March 20, 2018

Meet the Veterans of JR Iditarod XLI

The field for the JR. Iditarod has grown to eleven mushers. The teens, aging from 14 – 17 years in age, are anxious and excited to run the 150 miles from Knik Lake out to the Yentna Station Road House and then finishing at the Willow Community Center. The race is billed as the race kids beg their parents to compete in. It was a dream of young mushers that was shared around a campfire more that 40 years ago that was the impetus to seek support and start the race. The dreamer, Eric Beeman, recently shared the early days of JR. Iditarod with the editors of Alaska Magazine. Beeman’s story is included in the February issue of the publication.

Five of the eleven 2018 JR. mushers hold veteran status. All are Alaskans. Together the five veterans have completed seven previous JR. Iditarod runs. Three contestants are girls and two are guys. They’ve found their way to the sport of mushing through many different paths.

Bailey Schaeffer of Inupiaq descent was born outside of Kotzebue, Alaska but now lives in Wasilla. Her early years in Ivig were spent in a subsistence life style. Bailey says she’s been involved in the sport of mushing her entire life as her family mushed dogs as a part of their lifestyle. She’s now a senior at Mat Su Central where she enjoys running, hiking and skiing. She looks forward to attending college next year. In 2016 she placed 3rd and earned the honor of Rookie of the Year. In 2017 she claimed 4th place.

Emma Shawcroft from Fairbanks is returning for her 2nd JR. Iditarod. The seventeen year old started running dogs with a family friend about seven years ago. One of the things she finds special about running dogs is the connection she shares with all of her dogs. As a senior at Lathrop High School, Emma keeps busy with cross-country running, cross-country skiing, choir, media club and after school art classes. Her hobbies are Snow machining, drawing, painting, singing, writing, piano, soccer and hunting. Emma thanks her father for his continued support and help with the dogs. She finished her rookie JR. in third place.

Colby Spears of Wasilla is returning for his second JR. Iditarod. He’s relatively new to the sport having just three seasons under his belt. The 2017 JR. Iditarod was his first competitive race. He finished in second place with Rookie of the Year honors. Spears likes being active in almost all sports and lists as his hobbies snowmachines, fishing and hunting. His future plans include becoming a pilot and continuing mushing dogs. Colby especially likes training lead dogs.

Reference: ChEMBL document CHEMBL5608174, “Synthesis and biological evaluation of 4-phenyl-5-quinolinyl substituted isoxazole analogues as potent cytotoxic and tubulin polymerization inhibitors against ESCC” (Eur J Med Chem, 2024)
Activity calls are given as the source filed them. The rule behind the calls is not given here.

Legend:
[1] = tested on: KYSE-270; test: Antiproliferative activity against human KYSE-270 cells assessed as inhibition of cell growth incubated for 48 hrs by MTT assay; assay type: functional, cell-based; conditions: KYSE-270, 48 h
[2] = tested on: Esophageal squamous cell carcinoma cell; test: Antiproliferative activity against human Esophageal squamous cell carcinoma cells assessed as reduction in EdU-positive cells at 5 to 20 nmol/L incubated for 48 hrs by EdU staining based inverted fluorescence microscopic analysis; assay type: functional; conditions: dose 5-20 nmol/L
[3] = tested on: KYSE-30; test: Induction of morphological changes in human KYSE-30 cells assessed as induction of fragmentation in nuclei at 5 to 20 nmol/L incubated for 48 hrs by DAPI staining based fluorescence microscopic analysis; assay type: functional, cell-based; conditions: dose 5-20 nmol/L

Sixteen-year-old Anna Stephan of Wasilla returns for her second JR. Iditarod. Her father owned dogs and got his daughters started in the sport of mushing. Anna started her mushing career seven years ago. The home-schooled sophomore enjoys running cross-country, soccer and playing the violin. While she’s not sure about her plans after high school, she does plan to continue running dogs. Anna finished her rookie JR. race in 9th place.

Chandler Wappett is a senior at Lathrop High School and lives in Fairbanks. He says, “I started mushing in 2011 to make good memories and spend time with dogs outside.” Wappett has two 5th place finishes in the JR. Iditarod. He participates in Cross-country running, cross-country skiing and soccer. He also likes fishing, hunting and sport in general. His plans for the future include college, medical school and mushing.

2017 JR. Iditarod Champion, Andrew Nolan, is stepping up to the big leagues this season as he competes in Iditarod XLVI. He’s joined on the journey to Nome by former JR. Iditarod Champions – Noah Pereira (2013), Ryan Redington (1999 & 2000) and Ramey Smyth (1992 & 1993). A JR. Iditarod champion has yet to go on to win the Iditarod.

The race is set to begin at 10:00 am on Knik Lake near mile-marker 13.5 of Knik Road. The race will finish at the Willow Community Center on the Parks Highway. The musher recognition banquet to honor the mushers will commence at 6:00 on Sunday evening at the Community Center.

The JR. Iditarod is generously supported by local mushers and businesses. The Iditarod Trail Funding Committee sponsors the JR. Iditarod providing funds for scholarships and special awards.

Stay tuned to meet the six rookie JR. Iditarod mushers in an article to follow.